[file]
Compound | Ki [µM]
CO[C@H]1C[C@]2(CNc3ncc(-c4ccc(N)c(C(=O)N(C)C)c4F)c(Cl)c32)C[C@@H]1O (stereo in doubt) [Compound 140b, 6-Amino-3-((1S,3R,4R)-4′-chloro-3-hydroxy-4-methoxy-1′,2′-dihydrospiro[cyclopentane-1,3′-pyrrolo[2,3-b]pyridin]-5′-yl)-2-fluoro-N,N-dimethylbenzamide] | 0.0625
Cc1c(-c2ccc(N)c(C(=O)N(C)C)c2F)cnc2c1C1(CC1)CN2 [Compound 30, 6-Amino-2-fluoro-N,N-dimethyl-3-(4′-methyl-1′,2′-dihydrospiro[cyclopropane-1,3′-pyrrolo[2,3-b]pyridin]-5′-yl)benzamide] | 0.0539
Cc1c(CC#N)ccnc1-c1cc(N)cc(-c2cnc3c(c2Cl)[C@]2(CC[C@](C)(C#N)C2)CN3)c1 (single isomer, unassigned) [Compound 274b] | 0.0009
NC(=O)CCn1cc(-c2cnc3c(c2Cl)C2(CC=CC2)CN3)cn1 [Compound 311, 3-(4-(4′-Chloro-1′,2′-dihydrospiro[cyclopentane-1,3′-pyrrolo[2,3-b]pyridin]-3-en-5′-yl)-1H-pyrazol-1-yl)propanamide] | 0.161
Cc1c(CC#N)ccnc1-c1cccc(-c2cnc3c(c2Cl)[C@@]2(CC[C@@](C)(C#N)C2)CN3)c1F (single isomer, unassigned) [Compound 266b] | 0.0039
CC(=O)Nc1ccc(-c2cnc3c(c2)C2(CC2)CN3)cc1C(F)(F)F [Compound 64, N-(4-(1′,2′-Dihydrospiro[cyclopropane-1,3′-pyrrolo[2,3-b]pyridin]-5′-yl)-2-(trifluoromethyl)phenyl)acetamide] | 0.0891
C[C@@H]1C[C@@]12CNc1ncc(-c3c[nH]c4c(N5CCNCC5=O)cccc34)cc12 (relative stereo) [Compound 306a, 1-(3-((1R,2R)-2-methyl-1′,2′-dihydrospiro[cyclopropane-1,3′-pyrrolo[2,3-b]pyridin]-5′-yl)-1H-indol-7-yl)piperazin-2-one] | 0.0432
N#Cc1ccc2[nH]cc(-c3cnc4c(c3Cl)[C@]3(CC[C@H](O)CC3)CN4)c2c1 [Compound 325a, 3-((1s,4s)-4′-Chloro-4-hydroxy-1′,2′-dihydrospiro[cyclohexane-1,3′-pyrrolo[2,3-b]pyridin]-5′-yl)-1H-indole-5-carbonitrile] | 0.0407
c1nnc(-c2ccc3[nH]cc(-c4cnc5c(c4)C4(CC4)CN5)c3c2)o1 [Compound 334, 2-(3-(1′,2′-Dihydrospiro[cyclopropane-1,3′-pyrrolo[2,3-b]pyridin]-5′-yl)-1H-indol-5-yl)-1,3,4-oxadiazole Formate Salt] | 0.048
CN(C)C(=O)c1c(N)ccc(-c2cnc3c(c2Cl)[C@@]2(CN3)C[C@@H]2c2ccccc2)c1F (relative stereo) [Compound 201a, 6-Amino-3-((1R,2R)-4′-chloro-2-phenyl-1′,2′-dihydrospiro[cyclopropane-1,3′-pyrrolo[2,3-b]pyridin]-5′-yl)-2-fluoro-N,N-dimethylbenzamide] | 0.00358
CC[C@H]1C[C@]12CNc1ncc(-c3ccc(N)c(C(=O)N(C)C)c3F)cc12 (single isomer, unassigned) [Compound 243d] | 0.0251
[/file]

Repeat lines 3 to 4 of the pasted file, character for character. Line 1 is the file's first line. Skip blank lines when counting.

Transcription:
Cc1c(-c2ccc(N)c(C(=O)N(C)C)c2F)cnc2c1C1(CC1)CN2 [Compound 30, 6-Amino-2-fluoro-N,N-dimethyl-3-(4′-methyl-1′,2′-dihydrospiro[cyclopropane-1,3′-pyrrolo[2,3-b]pyridin]-5′-yl)benzamide] | 0.0539
Cc1c(CC#N)ccnc1-c1cc(N)cc(-c2cnc3c(c2Cl)[C@]2(CC[C@](C)(C#N)C2)CN3)c1 (single isomer, unassigned) [Compound 274b] | 0.0009